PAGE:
Negotiations about a solution to the problem are moving slow, which has a lot to do with the bind that the UG and the municipality find themselves in. The municipality feels it is responsible for student housing, but at the same time shouldn’t have to worry about specific student preferences. Meanwhile, there’s not a trace of responsibility to be found at the UG. There’s financial guarantees in case of vacancy, according to university manager Jan de Jeu, but the €800.000 he talks about is peanuts when its spread over the 6000 students living in these rooms. SSH, the organization offering these rooms to international students, is fully booked by May. There’s a lot of room for improvement in the sense of communication too. The Dutch housing situation is drastically different from other countries and international students are simply unaware, confirms Jesse David Marinus, who works at the SSH himself. He tells us that too many students are far too optimistic about the outcome, which causes them to start their search for a room quite late. The UG does nothing about this situation, pretending it’ll work out fine. The worst thing that could happen, according to the UG website, is a ‘challenging experience’ for those seeking a room. The information that the SSH has all rooms booked by May is painfully absent. We also spoke to Maarten van der Laan, municipality member. “The municipality is responsible for the housing of everyone within the city of Groningen, working the communication at the same time isn’t easy.” He tells us the UG should be more clear towards its international students. “The least they could do is put the facts on their site: it’s going to be hard to find a room!”
But the situation in Groningen is probably not unique, right? Internationalization is everywhere, present at every other Dutch university. We talked to the Housing Offices of four different Dutch universities (Erasmus Universiteit Rotterdam, Universiteit van Amsterdam, Radboud Universiteit Nijmegen and Universiteit Maastricht) about the housing services they offer to international students. Using these interviews, we will attempt to highlight that the situation in Groningen seems to be fairly unique. First of all, it must be said that none of these universities operate like a housing corporation, as is the case at many American universities that have students living on campus. Despite that, all of these universities seem to feel a certain degree of responsibility for the housing of its students.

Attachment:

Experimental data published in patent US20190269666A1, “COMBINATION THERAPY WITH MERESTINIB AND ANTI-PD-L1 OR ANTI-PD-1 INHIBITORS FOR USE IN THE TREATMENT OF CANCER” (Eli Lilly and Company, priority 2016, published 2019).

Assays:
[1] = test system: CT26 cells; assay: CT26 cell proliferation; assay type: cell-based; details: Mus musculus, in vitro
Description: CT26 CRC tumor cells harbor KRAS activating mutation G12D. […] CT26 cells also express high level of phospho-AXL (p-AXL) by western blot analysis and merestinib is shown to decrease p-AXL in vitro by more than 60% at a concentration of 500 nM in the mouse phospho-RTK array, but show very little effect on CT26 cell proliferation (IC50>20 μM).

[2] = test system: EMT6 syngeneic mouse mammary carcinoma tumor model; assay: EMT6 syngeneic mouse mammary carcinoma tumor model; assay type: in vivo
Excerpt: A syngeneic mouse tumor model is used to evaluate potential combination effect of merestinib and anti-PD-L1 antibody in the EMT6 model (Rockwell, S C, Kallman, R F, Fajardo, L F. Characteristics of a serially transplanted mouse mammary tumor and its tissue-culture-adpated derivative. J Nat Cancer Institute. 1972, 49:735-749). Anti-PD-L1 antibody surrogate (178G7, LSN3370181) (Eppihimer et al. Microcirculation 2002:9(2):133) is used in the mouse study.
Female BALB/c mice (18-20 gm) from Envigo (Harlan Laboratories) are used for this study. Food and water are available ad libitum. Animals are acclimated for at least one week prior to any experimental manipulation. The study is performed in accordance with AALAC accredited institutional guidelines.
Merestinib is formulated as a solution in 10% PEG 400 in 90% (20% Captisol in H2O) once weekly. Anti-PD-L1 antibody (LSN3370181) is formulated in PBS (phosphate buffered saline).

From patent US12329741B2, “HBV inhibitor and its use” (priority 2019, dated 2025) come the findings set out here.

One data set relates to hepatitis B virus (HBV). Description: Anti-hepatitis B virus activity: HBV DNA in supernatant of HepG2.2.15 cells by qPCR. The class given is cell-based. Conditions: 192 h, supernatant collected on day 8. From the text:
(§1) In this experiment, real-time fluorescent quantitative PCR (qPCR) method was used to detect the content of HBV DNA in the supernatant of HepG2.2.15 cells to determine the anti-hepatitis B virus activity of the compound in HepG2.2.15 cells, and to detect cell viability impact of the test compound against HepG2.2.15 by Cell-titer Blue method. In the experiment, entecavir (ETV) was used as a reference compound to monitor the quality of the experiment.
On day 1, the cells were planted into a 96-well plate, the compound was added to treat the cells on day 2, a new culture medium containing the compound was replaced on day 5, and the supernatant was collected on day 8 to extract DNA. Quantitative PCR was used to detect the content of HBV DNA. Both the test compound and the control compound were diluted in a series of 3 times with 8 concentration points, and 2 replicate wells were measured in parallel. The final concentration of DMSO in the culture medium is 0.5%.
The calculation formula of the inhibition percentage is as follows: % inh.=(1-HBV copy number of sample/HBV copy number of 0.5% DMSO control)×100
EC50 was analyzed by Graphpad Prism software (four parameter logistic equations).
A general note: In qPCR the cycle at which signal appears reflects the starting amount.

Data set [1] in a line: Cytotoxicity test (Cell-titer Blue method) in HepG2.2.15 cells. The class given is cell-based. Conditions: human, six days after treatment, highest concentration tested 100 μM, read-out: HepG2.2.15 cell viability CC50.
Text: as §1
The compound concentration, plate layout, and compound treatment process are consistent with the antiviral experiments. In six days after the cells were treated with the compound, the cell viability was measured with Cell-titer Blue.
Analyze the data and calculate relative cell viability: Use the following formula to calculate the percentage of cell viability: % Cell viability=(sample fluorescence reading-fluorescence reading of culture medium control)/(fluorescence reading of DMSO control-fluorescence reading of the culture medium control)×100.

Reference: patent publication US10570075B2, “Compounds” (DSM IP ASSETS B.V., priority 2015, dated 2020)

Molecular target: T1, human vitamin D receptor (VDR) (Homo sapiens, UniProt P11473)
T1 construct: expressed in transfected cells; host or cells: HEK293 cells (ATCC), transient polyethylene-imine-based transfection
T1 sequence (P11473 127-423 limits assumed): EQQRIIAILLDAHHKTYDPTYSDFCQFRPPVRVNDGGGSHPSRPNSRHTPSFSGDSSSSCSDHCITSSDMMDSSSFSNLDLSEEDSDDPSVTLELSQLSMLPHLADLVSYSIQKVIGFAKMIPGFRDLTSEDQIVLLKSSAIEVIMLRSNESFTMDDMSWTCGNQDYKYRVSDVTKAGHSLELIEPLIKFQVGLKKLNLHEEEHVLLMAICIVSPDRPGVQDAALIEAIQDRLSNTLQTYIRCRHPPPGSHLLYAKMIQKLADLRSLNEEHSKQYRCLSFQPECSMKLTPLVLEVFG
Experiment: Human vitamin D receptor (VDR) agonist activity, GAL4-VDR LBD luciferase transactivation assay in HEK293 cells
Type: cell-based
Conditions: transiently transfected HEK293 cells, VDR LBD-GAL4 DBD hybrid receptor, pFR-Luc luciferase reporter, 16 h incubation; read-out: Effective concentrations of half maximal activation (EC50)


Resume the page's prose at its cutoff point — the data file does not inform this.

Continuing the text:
The housing officer of the Erasmus University in Rotterdam has recently published an article on the subject. In this article, she acknowledges housing as a key objective within the university: students don’t want to study in a city without being able to live there. The university has and agreement with the SSH for 530 (furnished) rooms for internationals, and a site that, if so desired, points the students towards private parties. At this time, they are also witnessing the higher influx of internationals, with less and less rooms being available for them. The board of the university feels compelled to act on this issue. They have also witnessed the need for a more fundamental support system for internationals looking for housing. That is why they want to shake up their policy, claiming they’ve set up extensive research into the market, along with several private parties and the municipality. This has already resulted in 330 new rooms, with more in the pipeline. They intend to keep an eye on the demand for housing, while catering to the specific needs of the international student.
If you’re slighty familiar with the housing situation in Amsterdam, you know that it’s incredibly hard to find an (affordable) room. This year however, according to Joep Dragt who works at the international housing department at the University of Amsterdam, there was no waiting list for these students at the beginning of last year. The UvA has different arrangements with several private parties concerning 2200, mostly furnished, rooms for international students. This is clearly stated on the university’s website , along with a strongly worded advice to start looking for a room as soon as possible. The university also gives advice to students that want to arrange their own housing. This seems to be their way of managing all 4500 international students at the University.